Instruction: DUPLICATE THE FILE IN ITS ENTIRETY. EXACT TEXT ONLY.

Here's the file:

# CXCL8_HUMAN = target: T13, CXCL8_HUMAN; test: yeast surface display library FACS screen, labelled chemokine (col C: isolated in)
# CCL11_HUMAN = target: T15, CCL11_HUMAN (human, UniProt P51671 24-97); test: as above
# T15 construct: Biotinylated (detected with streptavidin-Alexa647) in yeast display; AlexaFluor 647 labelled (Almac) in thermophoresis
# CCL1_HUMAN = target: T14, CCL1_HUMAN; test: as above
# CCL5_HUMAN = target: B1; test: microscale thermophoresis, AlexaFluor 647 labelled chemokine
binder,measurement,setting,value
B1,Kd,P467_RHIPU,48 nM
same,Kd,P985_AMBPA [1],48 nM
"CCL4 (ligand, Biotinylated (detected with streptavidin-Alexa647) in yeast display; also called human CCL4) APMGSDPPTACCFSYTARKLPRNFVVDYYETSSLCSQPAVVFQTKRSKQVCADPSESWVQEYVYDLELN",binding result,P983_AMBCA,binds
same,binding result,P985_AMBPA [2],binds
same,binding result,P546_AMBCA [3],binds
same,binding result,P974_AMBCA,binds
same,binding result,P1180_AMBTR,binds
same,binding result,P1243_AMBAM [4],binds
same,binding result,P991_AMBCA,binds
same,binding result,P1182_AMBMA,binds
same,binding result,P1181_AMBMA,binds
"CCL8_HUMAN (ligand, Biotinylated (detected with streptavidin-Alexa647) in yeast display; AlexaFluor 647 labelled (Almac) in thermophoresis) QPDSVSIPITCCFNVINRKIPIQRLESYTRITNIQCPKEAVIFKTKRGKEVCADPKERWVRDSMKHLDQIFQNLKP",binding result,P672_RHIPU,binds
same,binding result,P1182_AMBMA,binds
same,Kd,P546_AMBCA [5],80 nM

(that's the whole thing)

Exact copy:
# CXCL8_HUMAN = target: T13, CXCL8_HUMAN; test: yeast surface display library FACS screen, labelled chemokine (col C: isolated in)
# CCL11_HUMAN = target: T15, CCL11_HUMAN (human, UniProt P51671 24-97); test: as above
# T15 construct: Biotinylated (detected with streptavidin-Alexa647) in yeast display; AlexaFluor 647 labelled (Almac) in thermophoresis
# CCL1_HUMAN = target: T14, CCL1_HUMAN; test: as above
# CCL5_HUMAN = target: B1; test: microscale thermophoresis, AlexaFluor 647 labelled chemokine
binder,measurement,setting,value
B1,Kd,P467_RHIPU,48 nM
same,Kd,P985_AMBPA [1],48 nM
"CCL4 (ligand, Biotinylated (detected with streptavidin-Alexa647) in yeast display; also called human CCL4) APMGSDPPTACCFSYTARKLPRNFVVDYYETSSLCSQPAVVFQTKRSKQVCADPSESWVQEYVYDLELN",binding result,P983_AMBCA,binds
same,binding result,P985_AMBPA [2],binds
same,binding result,P546_AMBCA [3],binds
same,binding result,P974_AMBCA,binds
same,binding result,P1180_AMBTR,binds
same,binding result,P1243_AMBAM [4],binds
same,binding result,P991_AMBCA,binds
same,binding result,P1182_AMBMA,binds
same,binding result,P1181_AMBMA,binds
"CCL8_HUMAN (ligand, Biotinylated (detected with streptavidin-Alexa647) in yeast display; AlexaFluor 647 labelled (Almac) in thermophoresis) QPDSVSIPITCCFNVINRKIPIQRLESYTRITNIQCPKEAVIFKTKRGKEVCADPKERWVRDSMKHLDQIFQNLKP",binding result,P672_RHIPU,binds
same,binding result,P1182_AMBMA,binds
same,Kd,P546_AMBCA [5],80 nM